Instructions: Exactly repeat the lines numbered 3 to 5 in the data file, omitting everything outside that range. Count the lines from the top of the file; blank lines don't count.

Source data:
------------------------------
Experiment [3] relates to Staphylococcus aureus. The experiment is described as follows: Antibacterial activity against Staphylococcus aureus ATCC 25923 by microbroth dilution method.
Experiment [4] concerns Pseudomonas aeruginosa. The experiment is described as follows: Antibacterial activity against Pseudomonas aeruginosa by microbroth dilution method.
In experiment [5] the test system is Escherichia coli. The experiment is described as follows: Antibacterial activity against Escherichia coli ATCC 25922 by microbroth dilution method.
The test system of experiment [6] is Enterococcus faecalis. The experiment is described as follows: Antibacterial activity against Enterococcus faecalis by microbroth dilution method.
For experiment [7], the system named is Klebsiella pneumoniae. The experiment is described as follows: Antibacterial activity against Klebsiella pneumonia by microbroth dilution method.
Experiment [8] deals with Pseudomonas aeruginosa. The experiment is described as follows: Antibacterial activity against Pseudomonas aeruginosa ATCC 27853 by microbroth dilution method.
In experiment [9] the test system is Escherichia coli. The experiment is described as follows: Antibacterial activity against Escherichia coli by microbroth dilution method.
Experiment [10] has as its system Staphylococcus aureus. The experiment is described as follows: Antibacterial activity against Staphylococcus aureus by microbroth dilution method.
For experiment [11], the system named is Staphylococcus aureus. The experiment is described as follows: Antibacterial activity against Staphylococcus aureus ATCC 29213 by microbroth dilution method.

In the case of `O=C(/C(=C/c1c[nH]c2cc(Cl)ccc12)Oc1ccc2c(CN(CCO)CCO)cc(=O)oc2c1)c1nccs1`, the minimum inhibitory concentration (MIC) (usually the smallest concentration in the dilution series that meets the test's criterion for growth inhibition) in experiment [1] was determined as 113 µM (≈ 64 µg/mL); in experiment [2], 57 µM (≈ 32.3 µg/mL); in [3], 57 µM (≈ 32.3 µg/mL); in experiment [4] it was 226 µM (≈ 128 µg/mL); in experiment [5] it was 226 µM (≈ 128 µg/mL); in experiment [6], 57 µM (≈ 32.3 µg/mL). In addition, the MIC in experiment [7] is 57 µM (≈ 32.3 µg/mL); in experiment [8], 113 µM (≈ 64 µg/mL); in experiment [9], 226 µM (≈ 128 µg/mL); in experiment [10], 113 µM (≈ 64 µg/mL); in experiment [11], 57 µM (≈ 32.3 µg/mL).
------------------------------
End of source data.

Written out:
In experiment [5] the test system is Escherichia coli. The experiment is described as follows: Antibacterial activity against Escherichia coli ATCC 25922 by microbroth dilution method.
The test system of experiment [6] is Enterococcus faecalis. The experiment is described as follows: Antibacterial activity against Enterococcus faecalis by microbroth dilution method.
For experiment [7], the system named is Klebsiella pneumoniae. The experiment is described as follows: Antibacterial activity against Klebsiella pneumonia by microbroth dilution method.